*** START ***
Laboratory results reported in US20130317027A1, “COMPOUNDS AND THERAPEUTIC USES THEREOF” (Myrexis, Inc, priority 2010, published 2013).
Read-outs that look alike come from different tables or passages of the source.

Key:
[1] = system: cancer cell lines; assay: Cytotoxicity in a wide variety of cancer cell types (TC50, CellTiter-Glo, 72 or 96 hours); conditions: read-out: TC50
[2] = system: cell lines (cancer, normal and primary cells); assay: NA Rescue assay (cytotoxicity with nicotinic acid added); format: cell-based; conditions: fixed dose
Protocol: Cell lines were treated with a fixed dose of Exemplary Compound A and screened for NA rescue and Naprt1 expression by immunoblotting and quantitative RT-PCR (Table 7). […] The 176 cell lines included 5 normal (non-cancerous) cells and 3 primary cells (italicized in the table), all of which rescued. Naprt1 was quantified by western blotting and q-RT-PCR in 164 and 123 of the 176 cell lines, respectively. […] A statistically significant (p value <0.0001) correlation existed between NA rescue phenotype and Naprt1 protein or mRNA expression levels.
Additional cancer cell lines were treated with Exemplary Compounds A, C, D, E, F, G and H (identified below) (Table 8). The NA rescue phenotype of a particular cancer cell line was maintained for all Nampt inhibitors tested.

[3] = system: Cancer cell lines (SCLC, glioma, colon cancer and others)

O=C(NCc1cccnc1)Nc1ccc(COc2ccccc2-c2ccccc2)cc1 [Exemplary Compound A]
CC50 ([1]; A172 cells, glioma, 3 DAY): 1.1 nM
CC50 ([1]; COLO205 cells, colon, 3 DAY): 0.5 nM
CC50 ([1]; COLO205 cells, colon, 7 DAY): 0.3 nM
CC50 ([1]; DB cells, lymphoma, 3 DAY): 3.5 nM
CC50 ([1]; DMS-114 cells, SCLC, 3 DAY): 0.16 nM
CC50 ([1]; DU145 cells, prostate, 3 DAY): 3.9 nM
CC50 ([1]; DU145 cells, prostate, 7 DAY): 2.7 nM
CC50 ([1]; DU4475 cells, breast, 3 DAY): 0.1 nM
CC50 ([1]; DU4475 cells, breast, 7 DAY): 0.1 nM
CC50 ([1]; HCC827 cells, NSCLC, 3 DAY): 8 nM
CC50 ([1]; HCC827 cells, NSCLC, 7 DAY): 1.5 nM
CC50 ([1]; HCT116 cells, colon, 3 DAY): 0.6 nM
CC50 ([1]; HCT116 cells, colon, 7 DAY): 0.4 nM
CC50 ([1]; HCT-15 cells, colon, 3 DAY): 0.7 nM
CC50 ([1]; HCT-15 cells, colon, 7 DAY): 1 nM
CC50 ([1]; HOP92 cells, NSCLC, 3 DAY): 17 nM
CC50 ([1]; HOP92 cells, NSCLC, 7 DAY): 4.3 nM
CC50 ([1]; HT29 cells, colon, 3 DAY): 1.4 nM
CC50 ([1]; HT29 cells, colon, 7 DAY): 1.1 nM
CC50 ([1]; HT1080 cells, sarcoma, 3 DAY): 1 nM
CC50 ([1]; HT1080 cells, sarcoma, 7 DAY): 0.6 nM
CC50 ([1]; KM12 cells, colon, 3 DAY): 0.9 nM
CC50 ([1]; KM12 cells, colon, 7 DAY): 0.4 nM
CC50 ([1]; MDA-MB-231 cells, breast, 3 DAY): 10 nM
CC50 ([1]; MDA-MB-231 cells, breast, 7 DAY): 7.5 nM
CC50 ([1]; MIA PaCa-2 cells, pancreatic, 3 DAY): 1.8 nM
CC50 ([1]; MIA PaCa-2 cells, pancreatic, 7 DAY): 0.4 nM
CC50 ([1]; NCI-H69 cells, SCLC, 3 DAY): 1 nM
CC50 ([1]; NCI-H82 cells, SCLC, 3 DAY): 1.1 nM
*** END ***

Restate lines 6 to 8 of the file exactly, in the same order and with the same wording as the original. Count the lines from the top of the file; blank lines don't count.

Protocol: Cell lines were treated with a fixed dose of Exemplary Compound A and screened for NA rescue and Naprt1 expression by immunoblotting and quantitative RT-PCR (Table 7). […] The 176 cell lines included 5 normal (non-cancerous) cells and 3 primary cells (italicized in the table), all of which rescued. Naprt1 was quantified by western blotting and q-RT-PCR in 164 and 123 of the 176 cell lines, respectively. […] A statistically significant (p value <0.0001) correlation existed between NA rescue phenotype and Naprt1 protein or mRNA expression levels.
Additional cancer cell lines were treated with Exemplary Compounds A, C, D, E, F, G and H (identified below) (Table 8). The NA rescue phenotype of a particular cancer cell line was maintained for all Nampt inhibitors tested.

[3] = system: Cancer cell lines (SCLC, glioma, colon cancer and others)